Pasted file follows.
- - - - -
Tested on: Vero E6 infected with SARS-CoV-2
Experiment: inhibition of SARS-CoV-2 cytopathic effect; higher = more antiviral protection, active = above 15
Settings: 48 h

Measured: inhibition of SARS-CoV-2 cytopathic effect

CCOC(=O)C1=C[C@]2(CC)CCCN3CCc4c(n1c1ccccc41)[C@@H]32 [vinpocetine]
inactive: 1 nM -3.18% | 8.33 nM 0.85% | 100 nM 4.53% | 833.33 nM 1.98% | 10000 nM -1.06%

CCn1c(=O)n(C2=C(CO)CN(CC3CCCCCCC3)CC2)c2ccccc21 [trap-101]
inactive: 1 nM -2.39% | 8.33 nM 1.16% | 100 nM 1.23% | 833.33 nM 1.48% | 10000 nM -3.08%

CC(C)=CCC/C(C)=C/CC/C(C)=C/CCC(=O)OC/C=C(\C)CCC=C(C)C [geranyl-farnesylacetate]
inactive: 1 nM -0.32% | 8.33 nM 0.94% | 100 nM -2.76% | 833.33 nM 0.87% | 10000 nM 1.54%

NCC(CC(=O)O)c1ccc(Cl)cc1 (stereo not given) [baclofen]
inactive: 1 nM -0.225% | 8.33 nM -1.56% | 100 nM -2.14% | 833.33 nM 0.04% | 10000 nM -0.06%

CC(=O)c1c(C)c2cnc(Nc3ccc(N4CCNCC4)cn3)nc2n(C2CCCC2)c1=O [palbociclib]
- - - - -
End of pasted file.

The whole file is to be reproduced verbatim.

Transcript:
Tested on: Vero E6 infected with SARS-CoV-2
Experiment: inhibition of SARS-CoV-2 cytopathic effect; higher = more antiviral protection, active = above 15
Settings: 48 h

Measured: inhibition of SARS-CoV-2 cytopathic effect

CCOC(=O)C1=C[C@]2(CC)CCCN3CCc4c(n1c1ccccc41)[C@@H]32 [vinpocetine]
inactive: 1 nM -3.18% | 8.33 nM 0.85% | 100 nM 4.53% | 833.33 nM 1.98% | 10000 nM -1.06%

CCn1c(=O)n(C2=C(CO)CN(CC3CCCCCCC3)CC2)c2ccccc21 [trap-101]
inactive: 1 nM -2.39% | 8.33 nM 1.16% | 100 nM 1.23% | 833.33 nM 1.48% | 10000 nM -3.08%

CC(C)=CCC/C(C)=C/CC/C(C)=C/CCC(=O)OC/C=C(\C)CCC=C(C)C [geranyl-farnesylacetate]
inactive: 1 nM -0.32% | 8.33 nM 0.94% | 100 nM -2.76% | 833.33 nM 0.87% | 10000 nM 1.54%

NCC(CC(=O)O)c1ccc(Cl)cc1 (stereo not given) [baclofen]
inactive: 1 nM -0.225% | 8.33 nM -1.56% | 100 nM -2.14% | 833.33 nM 0.04% | 10000 nM -0.06%

CC(=O)c1c(C)c2cnc(Nc3ccc(N4CCNCC4)cn3)nc2n(C2CCCC2)c1=O [palbociclib]